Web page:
The story itself is nothing particularly ‘special’ – we follow two teenagers with slight dilemmas. First, we are introduced to Mitsuha Miyamizu who lives with her grandmother and younger sister, but isn’t very popular at school due to her being the mayor’s daughter. We also meet Taki Tachibana, a boy who works part time and has a crush on one of his coworkers, Miki Okudera. Mitsuha – dissatisfied living in a rural mountain town (Itomori) and embarassed by her family tradition of kuchikamizake (the making and fermenting of sake by chewing it), she wishes to become a handsome boy in her next life. She and Taki begin body swapping a few times a week, leaving eachother journals of what they have done while helping eachother with their (respective) problems. Then one day, they no longer body swap. Despite Taki trying to contact Mistuha, all evidence of their interactions disappear. In fear of losing all of his memories about her, he travels to Itomori (from Tokyo, bearing in mind) to find her, only to find that a comet killed the entire village three years ago. Taki manages to find the sake Mistuha made before she died, drinks it and manages to body swap again. They meet in kataware-doki (‘twilight’) where Taki warns her of her fate. Their first meeting is cut short, but Mistuha – with the help of her friends Tessie and Sayaka – come up with a plan to save the people. You do not know if the plan worked as Taki watched the comet fly past in Tokyo, however they meet again as Taki has a job interview, presumably a few years later, despite not remembering eachother.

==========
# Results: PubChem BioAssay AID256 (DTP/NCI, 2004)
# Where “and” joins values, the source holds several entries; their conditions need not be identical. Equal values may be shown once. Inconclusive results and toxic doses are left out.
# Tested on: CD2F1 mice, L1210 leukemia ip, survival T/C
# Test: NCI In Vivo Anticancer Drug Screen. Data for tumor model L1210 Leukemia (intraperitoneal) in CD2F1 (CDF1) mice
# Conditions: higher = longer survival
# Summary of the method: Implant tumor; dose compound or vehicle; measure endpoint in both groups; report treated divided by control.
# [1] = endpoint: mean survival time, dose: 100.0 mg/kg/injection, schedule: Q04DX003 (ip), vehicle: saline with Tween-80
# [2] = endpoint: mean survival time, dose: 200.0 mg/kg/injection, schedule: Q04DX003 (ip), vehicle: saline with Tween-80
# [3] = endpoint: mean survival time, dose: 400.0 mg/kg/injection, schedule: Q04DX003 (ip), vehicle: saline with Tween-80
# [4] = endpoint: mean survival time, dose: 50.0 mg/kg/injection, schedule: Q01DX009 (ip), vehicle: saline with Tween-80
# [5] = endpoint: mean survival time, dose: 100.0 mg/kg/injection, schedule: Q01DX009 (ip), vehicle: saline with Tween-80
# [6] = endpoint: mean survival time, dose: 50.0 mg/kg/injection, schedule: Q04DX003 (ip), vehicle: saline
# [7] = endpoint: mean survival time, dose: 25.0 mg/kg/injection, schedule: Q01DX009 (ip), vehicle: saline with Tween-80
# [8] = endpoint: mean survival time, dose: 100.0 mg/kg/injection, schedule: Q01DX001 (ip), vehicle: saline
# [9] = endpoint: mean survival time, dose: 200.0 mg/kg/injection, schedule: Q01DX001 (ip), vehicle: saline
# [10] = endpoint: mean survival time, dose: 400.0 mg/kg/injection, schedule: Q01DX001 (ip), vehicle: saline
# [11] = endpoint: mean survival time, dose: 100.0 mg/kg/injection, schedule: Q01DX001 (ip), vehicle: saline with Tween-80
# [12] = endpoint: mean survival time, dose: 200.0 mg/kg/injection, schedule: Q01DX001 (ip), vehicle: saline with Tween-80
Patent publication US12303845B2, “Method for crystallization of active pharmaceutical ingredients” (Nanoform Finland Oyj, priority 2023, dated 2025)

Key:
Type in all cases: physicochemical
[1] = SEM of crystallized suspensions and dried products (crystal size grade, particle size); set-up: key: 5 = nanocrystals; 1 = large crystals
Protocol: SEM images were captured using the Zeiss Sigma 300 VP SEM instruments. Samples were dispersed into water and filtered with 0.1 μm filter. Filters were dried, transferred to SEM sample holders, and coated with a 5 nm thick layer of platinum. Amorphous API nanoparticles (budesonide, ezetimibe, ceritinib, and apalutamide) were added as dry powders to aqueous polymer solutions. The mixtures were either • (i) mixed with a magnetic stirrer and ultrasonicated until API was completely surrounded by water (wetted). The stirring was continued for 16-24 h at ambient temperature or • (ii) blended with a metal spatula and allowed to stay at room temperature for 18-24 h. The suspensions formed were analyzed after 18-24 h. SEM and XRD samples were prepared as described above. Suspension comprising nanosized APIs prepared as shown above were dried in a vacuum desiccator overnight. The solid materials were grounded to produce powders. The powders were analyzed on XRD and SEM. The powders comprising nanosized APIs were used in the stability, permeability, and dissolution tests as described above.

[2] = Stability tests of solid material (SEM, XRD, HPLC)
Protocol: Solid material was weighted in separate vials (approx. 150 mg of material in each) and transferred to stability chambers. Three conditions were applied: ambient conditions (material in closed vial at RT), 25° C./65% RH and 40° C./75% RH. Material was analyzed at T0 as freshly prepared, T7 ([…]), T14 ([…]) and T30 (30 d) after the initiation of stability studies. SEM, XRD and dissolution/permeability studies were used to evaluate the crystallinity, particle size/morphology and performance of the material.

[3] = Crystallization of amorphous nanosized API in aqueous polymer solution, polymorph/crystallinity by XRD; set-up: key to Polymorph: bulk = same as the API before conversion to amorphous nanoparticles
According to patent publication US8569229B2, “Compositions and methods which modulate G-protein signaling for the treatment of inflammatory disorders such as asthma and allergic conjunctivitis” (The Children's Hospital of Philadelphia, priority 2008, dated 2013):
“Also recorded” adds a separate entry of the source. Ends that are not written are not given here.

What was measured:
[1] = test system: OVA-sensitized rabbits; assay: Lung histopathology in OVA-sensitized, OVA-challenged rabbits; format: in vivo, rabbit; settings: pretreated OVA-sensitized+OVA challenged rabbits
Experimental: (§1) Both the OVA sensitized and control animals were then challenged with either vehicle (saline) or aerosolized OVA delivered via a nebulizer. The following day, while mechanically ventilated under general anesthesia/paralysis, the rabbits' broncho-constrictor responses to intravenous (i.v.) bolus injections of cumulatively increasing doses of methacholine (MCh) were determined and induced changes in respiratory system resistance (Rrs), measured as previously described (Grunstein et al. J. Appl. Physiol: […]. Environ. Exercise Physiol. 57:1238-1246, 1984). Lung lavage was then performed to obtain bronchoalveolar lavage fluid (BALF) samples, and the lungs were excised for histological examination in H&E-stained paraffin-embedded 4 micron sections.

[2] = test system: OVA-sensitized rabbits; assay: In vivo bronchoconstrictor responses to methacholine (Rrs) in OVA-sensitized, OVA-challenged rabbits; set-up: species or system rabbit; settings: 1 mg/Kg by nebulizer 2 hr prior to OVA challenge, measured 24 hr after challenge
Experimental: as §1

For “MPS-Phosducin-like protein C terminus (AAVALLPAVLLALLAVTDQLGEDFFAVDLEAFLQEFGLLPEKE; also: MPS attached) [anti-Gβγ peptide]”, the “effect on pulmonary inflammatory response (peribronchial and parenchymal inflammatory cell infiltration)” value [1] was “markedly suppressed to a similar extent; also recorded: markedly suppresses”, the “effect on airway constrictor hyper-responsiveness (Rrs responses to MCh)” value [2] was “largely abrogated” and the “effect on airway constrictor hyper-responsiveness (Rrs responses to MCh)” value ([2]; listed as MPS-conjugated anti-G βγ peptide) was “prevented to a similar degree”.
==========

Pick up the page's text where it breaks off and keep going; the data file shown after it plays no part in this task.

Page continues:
So, there is a bit of fantasy mixed in there, but I suppose because the comet is never really mentioned in the synopsis of the movie at any point, the film seems like a teenage, body swapping, romance story that has been told a few times at this point. But because of the twist of the comet, then the twist of Taki and Mitsuha’s timelines being off by three years, it makes the story much more interesting and actually – to a certain extent – a bit more suspenseful. With the story also cutting back at forth to the future and the past, it never gets dull.